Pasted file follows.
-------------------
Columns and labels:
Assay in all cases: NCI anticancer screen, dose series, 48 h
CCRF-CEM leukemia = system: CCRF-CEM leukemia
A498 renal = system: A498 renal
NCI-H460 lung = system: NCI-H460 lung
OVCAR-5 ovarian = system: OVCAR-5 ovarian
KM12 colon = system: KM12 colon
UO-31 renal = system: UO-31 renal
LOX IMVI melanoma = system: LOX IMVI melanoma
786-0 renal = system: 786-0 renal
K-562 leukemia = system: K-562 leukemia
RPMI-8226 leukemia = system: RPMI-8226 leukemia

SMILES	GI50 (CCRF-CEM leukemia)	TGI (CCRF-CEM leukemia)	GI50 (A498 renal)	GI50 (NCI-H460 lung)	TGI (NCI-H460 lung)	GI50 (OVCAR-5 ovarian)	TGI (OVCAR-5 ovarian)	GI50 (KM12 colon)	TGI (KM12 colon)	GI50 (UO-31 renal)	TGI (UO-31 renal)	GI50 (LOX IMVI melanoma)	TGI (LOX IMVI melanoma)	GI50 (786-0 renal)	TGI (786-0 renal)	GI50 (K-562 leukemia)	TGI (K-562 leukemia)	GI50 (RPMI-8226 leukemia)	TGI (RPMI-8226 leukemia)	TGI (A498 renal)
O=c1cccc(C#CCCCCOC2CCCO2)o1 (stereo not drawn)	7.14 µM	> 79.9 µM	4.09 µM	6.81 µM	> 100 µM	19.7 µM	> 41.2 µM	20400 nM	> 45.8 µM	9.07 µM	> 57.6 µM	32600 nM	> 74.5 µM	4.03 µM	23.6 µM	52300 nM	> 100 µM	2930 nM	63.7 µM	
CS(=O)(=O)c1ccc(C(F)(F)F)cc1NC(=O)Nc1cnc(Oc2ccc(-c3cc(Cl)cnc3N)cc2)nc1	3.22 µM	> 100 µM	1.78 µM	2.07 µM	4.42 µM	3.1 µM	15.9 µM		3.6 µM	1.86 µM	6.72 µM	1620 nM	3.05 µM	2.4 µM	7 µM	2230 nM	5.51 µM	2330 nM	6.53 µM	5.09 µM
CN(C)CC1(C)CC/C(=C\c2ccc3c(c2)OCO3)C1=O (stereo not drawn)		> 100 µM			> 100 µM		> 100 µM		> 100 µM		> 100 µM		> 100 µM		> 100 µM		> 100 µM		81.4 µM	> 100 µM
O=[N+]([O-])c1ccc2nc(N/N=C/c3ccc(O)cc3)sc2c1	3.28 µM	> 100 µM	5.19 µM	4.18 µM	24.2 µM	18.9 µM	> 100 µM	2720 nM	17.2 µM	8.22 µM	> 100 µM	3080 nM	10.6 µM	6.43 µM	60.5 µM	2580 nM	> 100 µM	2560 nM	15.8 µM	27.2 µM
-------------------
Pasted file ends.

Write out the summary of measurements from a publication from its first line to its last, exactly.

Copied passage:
Columns and labels:
Assay in all cases: NCI anticancer screen, dose series, 48 h
CCRF-CEM leukemia = system: CCRF-CEM leukemia
A498 renal = system: A498 renal
NCI-H460 lung = system: NCI-H460 lung
OVCAR-5 ovarian = system: OVCAR-5 ovarian
KM12 colon = system: KM12 colon
UO-31 renal = system: UO-31 renal
LOX IMVI melanoma = system: LOX IMVI melanoma
786-0 renal = system: 786-0 renal
K-562 leukemia = system: K-562 leukemia
RPMI-8226 leukemia = system: RPMI-8226 leukemia

SMILES	GI50 (CCRF-CEM leukemia)	TGI (CCRF-CEM leukemia)	GI50 (A498 renal)	GI50 (NCI-H460 lung)	TGI (NCI-H460 lung)	GI50 (OVCAR-5 ovarian)	TGI (OVCAR-5 ovarian)	GI50 (KM12 colon)	TGI (KM12 colon)	GI50 (UO-31 renal)	TGI (UO-31 renal)	GI50 (LOX IMVI melanoma)	TGI (LOX IMVI melanoma)	GI50 (786-0 renal)	TGI (786-0 renal)	GI50 (K-562 leukemia)	TGI (K-562 leukemia)	GI50 (RPMI-8226 leukemia)	TGI (RPMI-8226 leukemia)	TGI (A498 renal)
O=c1cccc(C#CCCCCOC2CCCO2)o1 (stereo not drawn)	7.14 µM	> 79.9 µM	4.09 µM	6.81 µM	> 100 µM	19.7 µM	> 41.2 µM	20400 nM	> 45.8 µM	9.07 µM	> 57.6 µM	32600 nM	> 74.5 µM	4.03 µM	23.6 µM	52300 nM	> 100 µM	2930 nM	63.7 µM	
CS(=O)(=O)c1ccc(C(F)(F)F)cc1NC(=O)Nc1cnc(Oc2ccc(-c3cc(Cl)cnc3N)cc2)nc1	3.22 µM	> 100 µM	1.78 µM	2.07 µM	4.42 µM	3.1 µM	15.9 µM		3.6 µM	1.86 µM	6.72 µM	1620 nM	3.05 µM	2.4 µM	7 µM	2230 nM	5.51 µM	2330 nM	6.53 µM	5.09 µM
CN(C)CC1(C)CC/C(=C\c2ccc3c(c2)OCO3)C1=O (stereo not drawn)		> 100 µM			> 100 µM		> 100 µM		> 100 µM		> 100 µM		> 100 µM		> 100 µM		> 100 µM		81.4 µM	> 100 µM
O=[N+]([O-])c1ccc2nc(N/N=C/c3ccc(O)cc3)sc2c1	3.28 µM	> 100 µM	5.19 µM	4.18 µM	24.2 µM	18.9 µM	> 100 µM	2720 nM	17.2 µM	8.22 µM	> 100 µM	3080 nM	10.6 µM	6.43 µM	60.5 µM	2580 nM	> 100 µM	2560 nM	15.8 µM	27.2 µM